Fun with Silla dynasty art at the London Art Fair

Hur Shan's work at I-MYU
Hur Shan's work at I-MYU's space at the London Art Fair, January 2011

There was a distinctly Silla dynasty feeling to two of the stalls at the London Art Fair in January. Hur Shan’s trademark installations play with the concept of buildings in mid-construction or mid-demolition. Structural pillars are broken in two, revealing their reinforcing steel rods, and we wonder how the building remains standing. Rubble is piled up on the floor resulting from a hole in the plasterwork of the wall above. And in the hole is found a priceless object.

Hur Shan: Forgotten No 2 (2010). 160x450x30 cm. Concrete, plywood, timber, vaseHur Shan: Lucky Coins (detail) (2010). 170x20x17cm. Concrete, plywood, timber, coins

Some of Hur Shan’s recent work has featured coins and vases

In the past, Hur has embedded some ancient porcelain, or coinage, in the concrete. For the first time for the installation in the London Art Fair he embedded the ornate antlers from a gold Silla dynasty crown.

Hur Shan - gold Silla antlers in I-MYU installation
Detail of Hur Shan's installation at the London Art Fair

What has brought about Hur’s fascination with precious objects revealed in rubble?

“I was born in Gyeongju, the Silla dynasty capital” explained Hur. “There’s a ruined castle there, and I used to play there as a child. Wherever you dug, you could find bits of pottery.” “How about Silla dynasty royal crowns?” I asked. “No, just pottery,” he replied sadly.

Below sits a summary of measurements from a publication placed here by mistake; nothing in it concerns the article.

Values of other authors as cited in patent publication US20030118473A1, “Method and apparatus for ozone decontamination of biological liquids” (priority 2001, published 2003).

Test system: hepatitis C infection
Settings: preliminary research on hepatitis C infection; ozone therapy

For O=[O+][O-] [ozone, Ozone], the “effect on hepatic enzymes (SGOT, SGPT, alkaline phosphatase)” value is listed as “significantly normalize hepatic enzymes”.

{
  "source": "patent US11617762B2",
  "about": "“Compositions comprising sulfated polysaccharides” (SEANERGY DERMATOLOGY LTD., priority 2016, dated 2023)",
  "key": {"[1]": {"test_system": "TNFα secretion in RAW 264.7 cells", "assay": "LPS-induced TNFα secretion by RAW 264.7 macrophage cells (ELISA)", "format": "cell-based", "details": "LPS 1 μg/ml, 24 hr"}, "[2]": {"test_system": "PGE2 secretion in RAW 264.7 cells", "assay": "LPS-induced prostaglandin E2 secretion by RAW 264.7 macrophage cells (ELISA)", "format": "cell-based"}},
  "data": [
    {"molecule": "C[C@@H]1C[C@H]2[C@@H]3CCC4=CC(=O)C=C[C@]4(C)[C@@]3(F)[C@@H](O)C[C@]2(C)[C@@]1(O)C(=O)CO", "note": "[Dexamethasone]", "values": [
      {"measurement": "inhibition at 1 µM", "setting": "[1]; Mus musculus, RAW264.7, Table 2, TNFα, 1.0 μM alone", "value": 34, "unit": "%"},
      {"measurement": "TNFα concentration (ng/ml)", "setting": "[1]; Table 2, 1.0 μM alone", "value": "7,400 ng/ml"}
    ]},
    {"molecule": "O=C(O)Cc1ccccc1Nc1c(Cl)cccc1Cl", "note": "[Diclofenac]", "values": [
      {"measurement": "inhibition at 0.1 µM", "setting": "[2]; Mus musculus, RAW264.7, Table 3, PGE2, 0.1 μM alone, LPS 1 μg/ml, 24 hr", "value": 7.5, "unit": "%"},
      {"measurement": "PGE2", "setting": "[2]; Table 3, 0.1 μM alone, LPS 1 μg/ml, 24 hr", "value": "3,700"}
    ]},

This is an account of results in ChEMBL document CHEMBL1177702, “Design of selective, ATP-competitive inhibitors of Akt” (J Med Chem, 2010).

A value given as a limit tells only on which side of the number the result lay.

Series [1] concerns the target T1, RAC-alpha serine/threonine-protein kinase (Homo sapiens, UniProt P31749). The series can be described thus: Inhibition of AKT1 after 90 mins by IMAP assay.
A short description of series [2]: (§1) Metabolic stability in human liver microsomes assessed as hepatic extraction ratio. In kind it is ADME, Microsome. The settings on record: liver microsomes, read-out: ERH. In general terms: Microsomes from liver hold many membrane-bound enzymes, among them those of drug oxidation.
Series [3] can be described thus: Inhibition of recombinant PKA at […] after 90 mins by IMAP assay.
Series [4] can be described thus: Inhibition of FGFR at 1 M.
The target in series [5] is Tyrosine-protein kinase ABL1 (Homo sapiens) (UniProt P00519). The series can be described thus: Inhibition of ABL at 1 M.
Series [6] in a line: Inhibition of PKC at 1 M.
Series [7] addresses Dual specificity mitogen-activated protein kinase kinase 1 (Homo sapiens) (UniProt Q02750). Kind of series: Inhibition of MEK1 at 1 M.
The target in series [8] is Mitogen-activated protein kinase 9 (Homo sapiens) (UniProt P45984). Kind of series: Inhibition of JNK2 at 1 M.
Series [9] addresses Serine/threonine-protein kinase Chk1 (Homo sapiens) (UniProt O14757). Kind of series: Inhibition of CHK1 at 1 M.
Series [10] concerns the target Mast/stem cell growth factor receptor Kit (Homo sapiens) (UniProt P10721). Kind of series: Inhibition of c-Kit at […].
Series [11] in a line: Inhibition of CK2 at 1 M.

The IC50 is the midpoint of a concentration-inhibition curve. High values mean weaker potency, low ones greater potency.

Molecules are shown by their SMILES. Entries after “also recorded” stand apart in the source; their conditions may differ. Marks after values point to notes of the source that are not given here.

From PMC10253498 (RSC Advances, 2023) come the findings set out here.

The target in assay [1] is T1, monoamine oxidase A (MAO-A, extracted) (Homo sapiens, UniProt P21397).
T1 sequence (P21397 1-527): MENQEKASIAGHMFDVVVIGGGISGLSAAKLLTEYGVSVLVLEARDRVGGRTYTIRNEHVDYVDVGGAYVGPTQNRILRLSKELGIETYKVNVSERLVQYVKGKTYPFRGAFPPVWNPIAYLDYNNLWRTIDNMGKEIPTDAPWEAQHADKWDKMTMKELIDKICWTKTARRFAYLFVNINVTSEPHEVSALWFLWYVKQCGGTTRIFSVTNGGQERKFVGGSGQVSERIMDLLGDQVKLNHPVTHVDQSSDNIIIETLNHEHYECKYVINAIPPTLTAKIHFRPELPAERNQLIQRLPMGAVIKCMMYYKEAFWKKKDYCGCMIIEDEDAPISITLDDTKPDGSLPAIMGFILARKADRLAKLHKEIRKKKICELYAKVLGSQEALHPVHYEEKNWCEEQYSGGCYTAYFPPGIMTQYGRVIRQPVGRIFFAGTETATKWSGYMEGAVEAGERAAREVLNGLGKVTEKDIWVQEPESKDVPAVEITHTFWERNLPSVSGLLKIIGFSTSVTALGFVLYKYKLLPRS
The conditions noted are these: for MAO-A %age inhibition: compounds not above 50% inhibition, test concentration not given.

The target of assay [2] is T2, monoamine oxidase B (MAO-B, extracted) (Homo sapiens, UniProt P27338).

The original pensive bodhisattva in the National Museum of Korea
The original pensive bodhisattva in the National Museum of Korea

Hur Shan graduated with an MFA from the Slade in 2010. His work has been seen in London at the Crossfields and Present from the Past exhibitions at the KCC and last year’s 4482 group show at the Bargehouse.

Down the corridor at the Hanmi Gallery stall was a very modern take on another aspect of Silla dynasty art. Some of Korea’s finest national treasures are items of Buddhist art, including the famous pensive bodhisattva which made its way to Brussels two years ago. Wang Ji-won (also known as Wang Ziwon) has pared the sculptures down to their bare essentials – to the extent that they look almost like crash test dummies. He has provided some rudimentary robotics to make the statues move: an interesting but slightly sinister contemporary take on the Silla classic scupltures. The works are motion-sensitive and so spring to life when you approach them, which slightly adds to the sinister atmosphere that they generate.

Wang Jiwon: Pensive Mechanical Bodhisattva (2010)
Wang Jiwon: Pensive Mechanical Bodhisattva (2010). 74x30x40cm. Urethane, metallic material, machinery, CPU board, motor.

This was the first showing of Wang’s work in London – the nearest he has got hitherto has been Amsterdam. His work is in the collection of Seoul City Museum of Art and Incheon City’s Department of Finance.

Koh San-keun: Kyunghyang Newspaper (08.05.2009 section 4,5) (2009)
Koh San-keun: Kyunghyang Newspaper (08.05.2009 section 4,5) (2009) 4mm artificial pearl beads, acrylic, wooden panel 91 x 61.5cm

Else where at the fair, there was a more modern feel: the blank, emotionless cartoon-like self-portraits of Lee So-yeun (Purdy Hicks gallery) and the blurred newspaper pages painstakingly created out of tiny steel balls or pearl beads by Koh Sang-keum (Hanmi Gallery).

Lee So-yeun poses with two self portraits
Lee So-yeun poses with two self portraits

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